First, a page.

Hot Fringe in the Summertime in Grass Valley
Special to Prospector
KNOW & GO
WHO: Quest Theaterworks presents
WHAT: Nugget Mini Fringe Theater Festival
WHERE: The Holbrooke Hotel, 212 W. Main St., Grass Valley
WHEN: 5 p.m. Friday, July 21 to 7:30 p.m. Sunday, July 23
ADMISSION: Each show is $10. Opening and closing parties are free.
TICKETS: Only at the Holbrooke, beginning at 5 p.m. Friday, July 21 and 10 minutes before each show.
Cool off at the Holbrooke Hotel with the “itty bitty, teensy weensy, down and dirty” Summer Nugget Mini Fringe Theater Festival this weekend, July 21-23.
For the uninitiated, a Fringe Festival is an over-the-top, under-the-radar and/or off-the-wall celebration of short-form unconventional theater. Fringe Theater Festivals originated in Edinburgh, Scotland, in 1947 and have spread worldwide.
Unlike the complex, two-week, third annual Nugget Fringe Theater Festival staged in Grass Valley in January, the Nugget Mini Fringe is a study in simplicity.
There will be 10 one-time only shows and two parties in the space of 48 hours, all at the Holbrooke Hotel, 212 W Main St., Grass Valley.
Each show is $10. With limited seating and only one performance, there will be sellouts.
The festival kicks off at 7:30 p.m., Friday with “The Dreams of Lemuel Cook” starring Lindsay Dunckel, Randy McKean and “a cadre of unruly musicians” who embark on a fantastical romp through the 1960s Paris jazz scene.
THE BEST OF THE FRINGE
The Nugget Mini Fringe features two multiple Best of Fringe winners, Jaye Lee Vocque and Douglass Truth, in back-to-back, new shows Saturday night.
Stockton-based Vocque took home a Best of Fringe and a People’s Choice award for his one-man show “Based on Actual Events” last January.
At 6 p.m. Saturday, Vocque’s bringing about a dozen of his funniest friends to town for a Shakespeare-influenced sci-fi show called “The Midsummer Nightmare,” aka “Plan XIV From Out of Space” — in 4-D. (Apparently, smell is the fourth dimension in their parallel universe.)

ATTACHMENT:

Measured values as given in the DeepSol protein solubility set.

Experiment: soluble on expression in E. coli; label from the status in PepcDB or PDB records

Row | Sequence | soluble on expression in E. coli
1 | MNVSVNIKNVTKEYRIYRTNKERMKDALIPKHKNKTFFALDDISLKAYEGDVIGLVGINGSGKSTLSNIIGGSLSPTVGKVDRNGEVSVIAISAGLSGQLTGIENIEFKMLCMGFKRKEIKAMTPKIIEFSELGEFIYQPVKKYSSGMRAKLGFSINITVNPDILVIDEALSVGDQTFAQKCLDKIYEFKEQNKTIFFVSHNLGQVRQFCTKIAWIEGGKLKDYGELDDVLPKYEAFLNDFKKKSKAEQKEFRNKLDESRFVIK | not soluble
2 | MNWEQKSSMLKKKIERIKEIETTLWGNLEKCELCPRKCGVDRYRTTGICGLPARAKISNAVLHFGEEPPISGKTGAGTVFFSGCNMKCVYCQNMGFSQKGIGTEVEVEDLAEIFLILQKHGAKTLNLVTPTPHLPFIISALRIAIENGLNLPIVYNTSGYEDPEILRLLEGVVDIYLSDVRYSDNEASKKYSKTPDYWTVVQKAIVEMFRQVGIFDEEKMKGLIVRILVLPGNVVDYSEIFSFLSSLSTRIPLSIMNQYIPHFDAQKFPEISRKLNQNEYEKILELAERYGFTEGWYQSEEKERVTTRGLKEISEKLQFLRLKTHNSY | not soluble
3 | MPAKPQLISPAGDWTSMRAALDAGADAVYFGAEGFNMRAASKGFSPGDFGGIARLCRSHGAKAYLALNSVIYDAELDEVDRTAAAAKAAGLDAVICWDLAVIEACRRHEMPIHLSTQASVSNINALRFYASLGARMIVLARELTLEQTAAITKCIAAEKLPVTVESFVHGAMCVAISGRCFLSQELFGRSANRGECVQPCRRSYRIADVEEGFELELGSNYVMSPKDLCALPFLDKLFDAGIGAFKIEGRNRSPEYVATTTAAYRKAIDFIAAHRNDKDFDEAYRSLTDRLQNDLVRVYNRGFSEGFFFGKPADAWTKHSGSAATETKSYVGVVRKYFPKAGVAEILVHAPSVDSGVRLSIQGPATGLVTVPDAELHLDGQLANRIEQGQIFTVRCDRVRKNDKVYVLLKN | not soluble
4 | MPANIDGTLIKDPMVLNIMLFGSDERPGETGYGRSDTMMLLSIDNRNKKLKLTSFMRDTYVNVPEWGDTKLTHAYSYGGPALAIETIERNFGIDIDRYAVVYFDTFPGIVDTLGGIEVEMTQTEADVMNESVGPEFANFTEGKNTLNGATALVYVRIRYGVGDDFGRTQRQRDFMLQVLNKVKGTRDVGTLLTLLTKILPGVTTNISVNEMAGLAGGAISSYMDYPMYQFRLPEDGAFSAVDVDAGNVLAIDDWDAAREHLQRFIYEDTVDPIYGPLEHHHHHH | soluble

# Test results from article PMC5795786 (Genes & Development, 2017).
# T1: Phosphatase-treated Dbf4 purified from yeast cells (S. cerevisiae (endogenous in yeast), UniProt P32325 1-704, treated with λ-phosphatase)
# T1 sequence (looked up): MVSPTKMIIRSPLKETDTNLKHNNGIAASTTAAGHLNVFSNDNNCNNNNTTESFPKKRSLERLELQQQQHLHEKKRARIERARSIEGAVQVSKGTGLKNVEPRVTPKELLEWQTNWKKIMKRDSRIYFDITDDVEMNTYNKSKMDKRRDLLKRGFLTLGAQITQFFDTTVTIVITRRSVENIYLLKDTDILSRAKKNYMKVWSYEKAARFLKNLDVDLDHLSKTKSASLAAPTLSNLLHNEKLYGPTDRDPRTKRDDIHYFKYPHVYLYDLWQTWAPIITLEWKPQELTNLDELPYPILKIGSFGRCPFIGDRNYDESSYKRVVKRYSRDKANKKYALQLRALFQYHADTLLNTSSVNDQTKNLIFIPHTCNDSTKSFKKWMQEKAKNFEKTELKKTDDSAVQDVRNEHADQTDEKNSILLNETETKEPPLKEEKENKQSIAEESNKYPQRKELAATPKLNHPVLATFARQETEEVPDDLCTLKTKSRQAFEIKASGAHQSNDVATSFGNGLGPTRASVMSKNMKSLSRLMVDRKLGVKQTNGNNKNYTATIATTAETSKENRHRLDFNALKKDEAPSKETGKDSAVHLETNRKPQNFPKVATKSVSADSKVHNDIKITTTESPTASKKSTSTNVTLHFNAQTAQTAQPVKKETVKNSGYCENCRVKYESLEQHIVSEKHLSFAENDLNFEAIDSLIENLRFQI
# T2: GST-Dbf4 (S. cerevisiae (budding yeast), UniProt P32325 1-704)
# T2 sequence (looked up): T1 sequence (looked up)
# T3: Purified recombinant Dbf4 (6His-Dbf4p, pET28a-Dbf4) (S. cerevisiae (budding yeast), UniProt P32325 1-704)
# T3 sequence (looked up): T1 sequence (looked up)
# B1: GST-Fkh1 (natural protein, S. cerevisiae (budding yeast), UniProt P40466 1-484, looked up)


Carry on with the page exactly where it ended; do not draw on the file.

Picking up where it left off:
Following at 7:30 p.m., Truth brings his imaginary sister Dorothy Truth to life for the world premiere of “Death Herself, The Sequel.”
Truth’s remarkably original show “An Intimate Evening with Death Herself” has sold out from here to New York City — and played many nursing homes along the way.
SERIOUSLY FUNNY LADIES
From the humor and heartbreak of Ojai-based Cynthia Waring’s “Bodies Unbound” (1:30 p.m., Saturday) to the improvisational silliness of Kate Haight’s “Sketchy Ladies” (3 p.m., Saturday), the Mini Fringe gives equal rights to women fly or flop with five strictly female shows.
Originally scheduled for the Nugget Fringe Festival in January, Waring’s acclaimed show about how she left a convent to become a massage therapist reveals “the sacredness of ordinary experience and the wisdom of the flesh.” A trailer for her tour de force performance is online at http://bodiesunbound.com/performance/.
Information on the “Sketchy Ladies” is … sketchy. Haight is in charge of an unnamed, intergenerational troupe of local comedians, writers, actors and performers.
In her stand-up show “Sorry, Jori” (9 p.m., Friday), Jori Phillips has fun with small towns and the people who live in them. Lindsay Dunckel opens for Phillips with her take on mid-life challenges.
Sunday at 1:30 p.m., Eleanor Scott calls “Time Out, Don’t Bring Up Gender, Okay?” In a show about how she lost her favorite job because of a sadhu, a “special” doctor, “men who explain things to women,” and several other twists of fate.
And yes, there are “Trolls in Yoga Pants” (9 p.m., Saturday), according to Lisa Rothman’s one-woman show about a dragon on the loose, a feisty Fairy Godmother and her daddy’s issues with her living in Oakland.
THE SILLY WITH THE FRINGE ON TOP
Finishing off the Mini Fringe are a game show and a drag show.
The “Fringe Factor: Nugget Edition” (3 p.m., Sunday) pits hometown Fringer’s against out-of-town challengers.
It’s an improv battle of wits and witless physical comedy. Brains and bruises.
The “Kentucky Fried Chicks” (4:30 p.m., Sunday) close the theater festival with their outlandish show.
Unlike the stylishly androgynous Dorothy Truth, the Kentucky Fried Chicks are two unidentified guys from Placerville in drag. At great personal risk, they make fun of “the absurd lives of country women on the edge.”
A party follows.
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